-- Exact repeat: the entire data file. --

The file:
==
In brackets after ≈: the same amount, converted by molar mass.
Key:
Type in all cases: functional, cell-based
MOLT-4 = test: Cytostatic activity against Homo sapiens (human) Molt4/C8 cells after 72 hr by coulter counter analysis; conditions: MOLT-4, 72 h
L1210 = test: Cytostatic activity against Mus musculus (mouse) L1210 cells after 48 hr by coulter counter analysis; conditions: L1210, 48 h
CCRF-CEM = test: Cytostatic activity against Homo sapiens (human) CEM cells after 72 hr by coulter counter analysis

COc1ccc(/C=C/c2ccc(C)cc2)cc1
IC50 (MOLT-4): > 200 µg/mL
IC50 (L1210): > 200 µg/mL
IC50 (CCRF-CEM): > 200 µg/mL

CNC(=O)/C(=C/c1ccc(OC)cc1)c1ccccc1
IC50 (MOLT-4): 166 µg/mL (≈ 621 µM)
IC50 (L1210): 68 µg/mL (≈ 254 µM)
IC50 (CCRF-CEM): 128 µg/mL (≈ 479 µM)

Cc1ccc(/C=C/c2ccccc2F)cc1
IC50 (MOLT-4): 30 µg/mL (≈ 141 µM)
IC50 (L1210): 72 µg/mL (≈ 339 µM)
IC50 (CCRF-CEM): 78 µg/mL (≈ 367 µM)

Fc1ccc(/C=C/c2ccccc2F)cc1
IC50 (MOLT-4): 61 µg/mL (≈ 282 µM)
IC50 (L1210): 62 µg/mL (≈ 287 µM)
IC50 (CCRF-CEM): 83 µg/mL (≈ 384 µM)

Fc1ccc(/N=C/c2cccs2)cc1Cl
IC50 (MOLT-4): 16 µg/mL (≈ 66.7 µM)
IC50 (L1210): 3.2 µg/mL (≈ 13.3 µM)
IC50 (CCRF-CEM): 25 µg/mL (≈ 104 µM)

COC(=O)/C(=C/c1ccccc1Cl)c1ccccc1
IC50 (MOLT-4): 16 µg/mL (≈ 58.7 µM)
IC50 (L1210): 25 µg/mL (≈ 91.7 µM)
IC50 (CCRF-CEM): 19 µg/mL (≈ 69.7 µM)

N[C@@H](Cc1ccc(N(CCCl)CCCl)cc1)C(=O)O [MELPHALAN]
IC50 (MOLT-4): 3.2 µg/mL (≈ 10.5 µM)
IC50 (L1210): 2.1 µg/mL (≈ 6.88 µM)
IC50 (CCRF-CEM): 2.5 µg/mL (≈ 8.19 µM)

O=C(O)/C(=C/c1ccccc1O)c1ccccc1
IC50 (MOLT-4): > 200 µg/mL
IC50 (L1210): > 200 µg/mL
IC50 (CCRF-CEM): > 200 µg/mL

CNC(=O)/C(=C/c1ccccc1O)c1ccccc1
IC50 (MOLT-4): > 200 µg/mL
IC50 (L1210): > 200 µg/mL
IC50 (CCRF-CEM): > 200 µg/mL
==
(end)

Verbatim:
In brackets after ≈: the same amount, converted by molar mass.
Key:
Type in all cases: functional, cell-based
MOLT-4 = test: Cytostatic activity against Homo sapiens (human) Molt4/C8 cells after 72 hr by coulter counter analysis; conditions: MOLT-4, 72 h
L1210 = test: Cytostatic activity against Mus musculus (mouse) L1210 cells after 48 hr by coulter counter analysis; conditions: L1210, 48 h
CCRF-CEM = test: Cytostatic activity against Homo sapiens (human) CEM cells after 72 hr by coulter counter analysis

COc1ccc(/C=C/c2ccc(C)cc2)cc1
IC50 (MOLT-4): > 200 µg/mL
IC50 (L1210): > 200 µg/mL
IC50 (CCRF-CEM): > 200 µg/mL

CNC(=O)/C(=C/c1ccc(OC)cc1)c1ccccc1
IC50 (MOLT-4): 166 µg/mL (≈ 621 µM)
IC50 (L1210): 68 µg/mL (≈ 254 µM)
IC50 (CCRF-CEM): 128 µg/mL (≈ 479 µM)

Cc1ccc(/C=C/c2ccccc2F)cc1
IC50 (MOLT-4): 30 µg/mL (≈ 141 µM)
IC50 (L1210): 72 µg/mL (≈ 339 µM)
IC50 (CCRF-CEM): 78 µg/mL (≈ 367 µM)

Fc1ccc(/C=C/c2ccccc2F)cc1
IC50 (MOLT-4): 61 µg/mL (≈ 282 µM)
IC50 (L1210): 62 µg/mL (≈ 287 µM)
IC50 (CCRF-CEM): 83 µg/mL (≈ 384 µM)

Fc1ccc(/N=C/c2cccs2)cc1Cl
IC50 (MOLT-4): 16 µg/mL (≈ 66.7 µM)
IC50 (L1210): 3.2 µg/mL (≈ 13.3 µM)
IC50 (CCRF-CEM): 25 µg/mL (≈ 104 µM)

COC(=O)/C(=C/c1ccccc1Cl)c1ccccc1
IC50 (MOLT-4): 16 µg/mL (≈ 58.7 µM)
IC50 (L1210): 25 µg/mL (≈ 91.7 µM)
IC50 (CCRF-CEM): 19 µg/mL (≈ 69.7 µM)

N[C@@H](Cc1ccc(N(CCCl)CCCl)cc1)C(=O)O [MELPHALAN]
IC50 (MOLT-4): 3.2 µg/mL (≈ 10.5 µM)
IC50 (L1210): 2.1 µg/mL (≈ 6.88 µM)
IC50 (CCRF-CEM): 2.5 µg/mL (≈ 8.19 µM)

O=C(O)/C(=C/c1ccccc1O)c1ccccc1
IC50 (MOLT-4): > 200 µg/mL
IC50 (L1210): > 200 µg/mL
IC50 (CCRF-CEM): > 200 µg/mL

CNC(=O)/C(=C/c1ccccc1O)c1ccccc1
IC50 (MOLT-4): > 200 µg/mL
IC50 (L1210): > 200 µg/mL
IC50 (CCRF-CEM): > 200 µg/mL